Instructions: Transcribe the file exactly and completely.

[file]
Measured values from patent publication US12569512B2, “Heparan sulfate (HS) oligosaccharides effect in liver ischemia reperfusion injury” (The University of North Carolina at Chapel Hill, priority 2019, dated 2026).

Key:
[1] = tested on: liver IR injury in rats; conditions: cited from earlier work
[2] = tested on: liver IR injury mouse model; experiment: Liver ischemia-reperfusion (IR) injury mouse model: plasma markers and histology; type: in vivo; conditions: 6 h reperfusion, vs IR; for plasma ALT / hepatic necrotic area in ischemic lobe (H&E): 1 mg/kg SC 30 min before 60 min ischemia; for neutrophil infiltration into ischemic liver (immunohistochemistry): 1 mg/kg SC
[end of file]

Measured values from patent publication US12569512B2, “Heparan sulfate (HS) oligosaccharides effect in liver ischemia reperfusion injury” (The University of North Carolina at Chapel Hill, priority 2019, dated 2026).

Key:
[1] = tested on: liver IR injury in rats; conditions: cited from earlier work
[2] = tested on: liver IR injury mouse model; experiment: Liver ischemia-reperfusion (IR) injury mouse model: plasma markers and histology; type: in vivo; conditions: 6 h reperfusion, vs IR; for plasma ALT / hepatic necrotic area in ischemic lobe (H&E): 1 mg/kg SC 30 min before 60 min ischemia; for neutrophil infiltration into ischemic liver (immunohistochemistry): 1 mg/kg SC